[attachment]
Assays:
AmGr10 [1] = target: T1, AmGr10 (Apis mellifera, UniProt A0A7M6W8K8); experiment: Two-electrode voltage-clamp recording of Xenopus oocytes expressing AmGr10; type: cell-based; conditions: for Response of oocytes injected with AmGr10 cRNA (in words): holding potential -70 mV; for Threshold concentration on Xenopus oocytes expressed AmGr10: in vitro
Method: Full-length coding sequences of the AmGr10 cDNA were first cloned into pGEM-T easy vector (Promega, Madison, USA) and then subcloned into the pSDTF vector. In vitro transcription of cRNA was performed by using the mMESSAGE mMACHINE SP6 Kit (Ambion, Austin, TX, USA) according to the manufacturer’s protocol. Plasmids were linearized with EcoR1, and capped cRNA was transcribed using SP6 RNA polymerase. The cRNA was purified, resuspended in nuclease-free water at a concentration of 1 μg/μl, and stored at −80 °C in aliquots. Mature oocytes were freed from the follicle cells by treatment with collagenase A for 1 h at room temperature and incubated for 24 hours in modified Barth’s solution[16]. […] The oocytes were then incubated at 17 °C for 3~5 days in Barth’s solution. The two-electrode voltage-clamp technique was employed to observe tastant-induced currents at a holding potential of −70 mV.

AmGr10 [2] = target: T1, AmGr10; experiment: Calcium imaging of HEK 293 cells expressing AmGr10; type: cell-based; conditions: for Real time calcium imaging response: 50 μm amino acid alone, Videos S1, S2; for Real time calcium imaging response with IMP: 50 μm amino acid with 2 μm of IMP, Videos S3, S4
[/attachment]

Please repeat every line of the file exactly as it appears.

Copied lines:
Assays:
AmGr10 [1] = target: T1, AmGr10 (Apis mellifera, UniProt A0A7M6W8K8); experiment: Two-electrode voltage-clamp recording of Xenopus oocytes expressing AmGr10; type: cell-based; conditions: for Response of oocytes injected with AmGr10 cRNA (in words): holding potential -70 mV; for Threshold concentration on Xenopus oocytes expressed AmGr10: in vitro
Method: Full-length coding sequences of the AmGr10 cDNA were first cloned into pGEM-T easy vector (Promega, Madison, USA) and then subcloned into the pSDTF vector. In vitro transcription of cRNA was performed by using the mMESSAGE mMACHINE SP6 Kit (Ambion, Austin, TX, USA) according to the manufacturer’s protocol. Plasmids were linearized with EcoR1, and capped cRNA was transcribed using SP6 RNA polymerase. The cRNA was purified, resuspended in nuclease-free water at a concentration of 1 μg/μl, and stored at −80 °C in aliquots. Mature oocytes were freed from the follicle cells by treatment with collagenase A for 1 h at room temperature and incubated for 24 hours in modified Barth’s solution[16]. […] The oocytes were then incubated at 17 °C for 3~5 days in Barth’s solution. The two-electrode voltage-clamp technique was employed to observe tastant-induced currents at a holding potential of −70 mV.

AmGr10 [2] = target: T1, AmGr10; experiment: Calcium imaging of HEK 293 cells expressing AmGr10; type: cell-based; conditions: for Real time calcium imaging response: 50 μm amino acid alone, Videos S1, S2; for Real time calcium imaging response with IMP: 50 μm amino acid with 2 μm of IMP, Videos S3, S4